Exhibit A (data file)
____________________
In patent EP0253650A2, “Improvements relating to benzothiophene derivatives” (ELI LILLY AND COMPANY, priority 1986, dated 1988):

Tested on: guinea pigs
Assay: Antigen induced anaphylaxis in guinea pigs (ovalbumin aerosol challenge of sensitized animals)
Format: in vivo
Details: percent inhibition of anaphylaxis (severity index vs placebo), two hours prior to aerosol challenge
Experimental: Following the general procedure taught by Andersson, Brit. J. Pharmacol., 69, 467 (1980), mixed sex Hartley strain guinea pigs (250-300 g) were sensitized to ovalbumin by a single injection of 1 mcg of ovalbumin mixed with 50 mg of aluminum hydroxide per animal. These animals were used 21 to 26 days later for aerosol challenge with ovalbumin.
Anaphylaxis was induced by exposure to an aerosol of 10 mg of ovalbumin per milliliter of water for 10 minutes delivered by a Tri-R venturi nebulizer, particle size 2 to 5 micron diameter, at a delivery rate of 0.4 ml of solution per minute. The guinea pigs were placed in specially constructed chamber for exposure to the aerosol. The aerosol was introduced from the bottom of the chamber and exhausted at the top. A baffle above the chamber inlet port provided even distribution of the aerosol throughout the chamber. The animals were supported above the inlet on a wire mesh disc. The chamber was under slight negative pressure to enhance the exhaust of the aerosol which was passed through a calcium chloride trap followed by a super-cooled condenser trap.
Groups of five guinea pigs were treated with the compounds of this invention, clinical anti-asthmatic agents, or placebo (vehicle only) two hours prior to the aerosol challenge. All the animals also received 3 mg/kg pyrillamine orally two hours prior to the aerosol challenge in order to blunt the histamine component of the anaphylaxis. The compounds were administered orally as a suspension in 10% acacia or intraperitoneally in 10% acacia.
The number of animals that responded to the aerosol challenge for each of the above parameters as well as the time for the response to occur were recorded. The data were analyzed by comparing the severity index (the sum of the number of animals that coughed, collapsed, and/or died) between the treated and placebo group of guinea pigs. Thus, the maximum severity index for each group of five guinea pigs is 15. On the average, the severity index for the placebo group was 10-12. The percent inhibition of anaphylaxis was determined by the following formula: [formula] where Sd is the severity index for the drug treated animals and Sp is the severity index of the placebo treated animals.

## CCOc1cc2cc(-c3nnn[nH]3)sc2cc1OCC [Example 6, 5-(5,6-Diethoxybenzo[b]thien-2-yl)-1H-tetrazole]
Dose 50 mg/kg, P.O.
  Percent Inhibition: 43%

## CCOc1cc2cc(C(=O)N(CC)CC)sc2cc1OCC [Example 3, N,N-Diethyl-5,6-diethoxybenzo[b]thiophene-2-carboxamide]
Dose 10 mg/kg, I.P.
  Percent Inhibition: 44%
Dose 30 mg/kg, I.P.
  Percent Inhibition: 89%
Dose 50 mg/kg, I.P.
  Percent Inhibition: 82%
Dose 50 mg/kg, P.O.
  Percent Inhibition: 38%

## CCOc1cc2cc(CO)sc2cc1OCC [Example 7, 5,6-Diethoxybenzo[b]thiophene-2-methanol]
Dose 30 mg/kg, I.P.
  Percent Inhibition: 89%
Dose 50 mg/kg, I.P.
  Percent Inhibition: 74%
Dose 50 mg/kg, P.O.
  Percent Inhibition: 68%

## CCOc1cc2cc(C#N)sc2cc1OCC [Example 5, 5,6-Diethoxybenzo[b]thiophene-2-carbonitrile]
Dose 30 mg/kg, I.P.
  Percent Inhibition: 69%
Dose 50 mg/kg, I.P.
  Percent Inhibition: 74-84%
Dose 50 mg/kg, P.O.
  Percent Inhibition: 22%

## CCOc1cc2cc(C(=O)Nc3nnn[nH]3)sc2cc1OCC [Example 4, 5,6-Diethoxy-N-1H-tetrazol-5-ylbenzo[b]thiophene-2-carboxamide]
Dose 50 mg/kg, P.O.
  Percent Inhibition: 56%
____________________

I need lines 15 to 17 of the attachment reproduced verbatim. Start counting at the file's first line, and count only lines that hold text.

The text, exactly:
  Percent Inhibition: 44%
Dose 30 mg/kg, I.P.
  Percent Inhibition: 89%